Choose Life

H1, H2, & Big Boy Life on the (L)edge

Begun in the aftermath of Katrina, this blog was a way to keep family and friends updated as the family struggled to return to a semblance of normalcy. Now, more than four years later, the memories are still strong, the family is, to some extent, scattered. However, life did go on, and this is our story.

May 27, 2008


If you are like me, you may be related to someone, know someone, or have heard of someone who was Catholic, but no longer attends a Catholic church. Perhaps they’ve moved on to mainstream Protestantism (Baptist, Episcopal, Presbyterian, Methodist) or even to some of the other more Fundamentalist, or Non-denominational Christian churches.

If we ask these persons why they left, we often get the usual answers, “I don’t get anything out of Mass” (did you put anything in?), or “I really enjoy the music and enthusiasm of my new church”, or “It doesn’t really matter where I go, they’re pretty much all the same.”

I can’t help but wonder, as we celebrate the Solemnity of the Most Holy Body and Blood of Christ, if perhaps the real underlying reason is that they just don’t get it. They don’t understand, or don’t believe, that Jesus Christ is TRULY PRESENT in the Eucharist. This is central to our Catholic faith. It is what separates us from our Christian brethren. It is what we, as Catholics know, through our eyes of faith, and in our hearts, know to be true.

And why is it so difficult to believe? Don’t we believe, all of us who call ourselves Christians, that Jesus Christ was crucified, died and was buried. And don’t we all believe that He rose again from the dead and ascended into heaven? If we believe that He was able to do that, then why is it so difficult to believe that He can’t change bread and wine into His Body and Blood?

In our Gospel reading today (John 6:51 – 58) Jesus speaks very clearly about Him being the “living bread that came down from heaven”, and that “whoever eats this bread will live forever.”

We are told that the Jews were not too happy with this and questioned what Jesus was saying. What a perfect time for Him to have said, “Now wait, just hold on! Calm down, calm down! I’m only speaking metaphorically here.” But you know what? He didn’t! Instead He reiterated what He had said. He said that His “flesh is TRUE FOOD” and His “blood is TRUE DRINK”. He also clearly states that it is necessary to eat His body and drink His blood in order to have eternal life.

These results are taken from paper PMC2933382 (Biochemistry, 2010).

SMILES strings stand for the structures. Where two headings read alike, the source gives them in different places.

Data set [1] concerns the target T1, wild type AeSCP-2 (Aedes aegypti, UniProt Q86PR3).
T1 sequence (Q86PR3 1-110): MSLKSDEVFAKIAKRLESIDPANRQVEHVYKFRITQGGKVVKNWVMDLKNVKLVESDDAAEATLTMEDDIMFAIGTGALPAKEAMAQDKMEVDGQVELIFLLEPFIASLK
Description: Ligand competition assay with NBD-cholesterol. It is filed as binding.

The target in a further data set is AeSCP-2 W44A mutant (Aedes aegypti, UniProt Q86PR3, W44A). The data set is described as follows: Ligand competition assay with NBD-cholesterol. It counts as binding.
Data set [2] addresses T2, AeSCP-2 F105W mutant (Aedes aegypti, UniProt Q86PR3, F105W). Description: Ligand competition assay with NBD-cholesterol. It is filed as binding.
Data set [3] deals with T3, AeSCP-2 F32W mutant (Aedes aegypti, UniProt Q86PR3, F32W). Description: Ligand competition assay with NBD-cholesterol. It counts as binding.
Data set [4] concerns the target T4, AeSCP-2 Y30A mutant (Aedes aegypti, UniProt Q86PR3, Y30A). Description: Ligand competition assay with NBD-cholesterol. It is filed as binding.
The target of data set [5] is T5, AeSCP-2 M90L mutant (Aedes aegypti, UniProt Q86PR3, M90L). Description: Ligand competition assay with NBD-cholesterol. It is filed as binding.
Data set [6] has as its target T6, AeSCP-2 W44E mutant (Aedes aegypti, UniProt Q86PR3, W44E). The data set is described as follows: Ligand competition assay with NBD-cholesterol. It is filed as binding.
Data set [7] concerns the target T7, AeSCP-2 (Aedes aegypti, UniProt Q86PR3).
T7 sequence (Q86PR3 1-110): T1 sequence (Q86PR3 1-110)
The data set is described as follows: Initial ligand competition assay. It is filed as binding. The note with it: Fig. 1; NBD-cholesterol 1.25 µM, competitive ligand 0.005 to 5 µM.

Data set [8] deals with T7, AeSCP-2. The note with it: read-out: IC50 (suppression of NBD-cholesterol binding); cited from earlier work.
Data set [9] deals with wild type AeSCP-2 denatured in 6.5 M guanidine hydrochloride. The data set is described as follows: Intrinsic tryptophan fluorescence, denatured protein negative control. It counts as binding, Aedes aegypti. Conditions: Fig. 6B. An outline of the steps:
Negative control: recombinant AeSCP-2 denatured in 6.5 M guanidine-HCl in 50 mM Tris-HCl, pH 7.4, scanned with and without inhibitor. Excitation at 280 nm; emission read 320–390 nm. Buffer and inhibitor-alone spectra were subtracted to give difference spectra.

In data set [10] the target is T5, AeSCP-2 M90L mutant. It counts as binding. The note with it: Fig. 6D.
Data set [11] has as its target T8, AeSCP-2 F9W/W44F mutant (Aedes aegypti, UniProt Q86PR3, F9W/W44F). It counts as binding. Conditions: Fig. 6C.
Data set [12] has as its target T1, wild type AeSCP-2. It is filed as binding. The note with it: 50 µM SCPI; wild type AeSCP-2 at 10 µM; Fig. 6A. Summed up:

It is in eating His precious Body and drinking His precious Blood that we, as Catholics, are TRULY UNITED with Christ. He is in us, and WE ARE IN HIM. We become the mystical body of Christ, which is the Church.

When we eat His Body and drink His Blood, Christ lives within us and, hopefully, through us. We, united with Him, should let His light shine through us, through our lives, and how we love and care for those around us.

Normally when I preach I suggest some acts of Christian charity for the following week. This week, however, I would like to suggest that we pray. I am suggesting that we pray especially for those fallen away Catholics who we know, and those that we don’t, that they will come to understand and believe in the Real Presence of Our Lord and Savior in the Holy Eucharist. I am suggesting, too, that we pray for those who still call themselves Catholic but who may be struggling with the Real Presence, that they, also, will come to know and believe in His presence with us, and within us. And finally, I suggest that we pray for ourselves, that united in our faith and belief in the Real Presence of Christ among us, our knowledge of and love for Jesus will grow, mature, and blossom so that His light within us will truly shine.

May God bless you! ( He does, I know!!)

Links to this post

Links to this post:

Create a Link


Blogger Patti said...

It was a great homily, and the way you presented it showed how much you believe what you preach. I could tell the congregants were moved too.

4:24 PM  
Blogger Hannah said...

Good read Chia!

9:59 PM  
Anonymous Sara Aimee said...

Very in depth look at Catholiscism and the Eucharist.
My only comment would be that other faiths (In my case, United Methodist) DO feel that the sacrament of Communion is the blood and body of Christ. Does it really matter if that belief is metaphorical or real?
We celebrate Communion the first Sunday of the month and it is a solemn yet joyful event in our ministry.
The differences exist but it is the same Lord Jesus we fall to our knees before and worship.
Love you!

12:07 PM  

Post a Comment

<< Home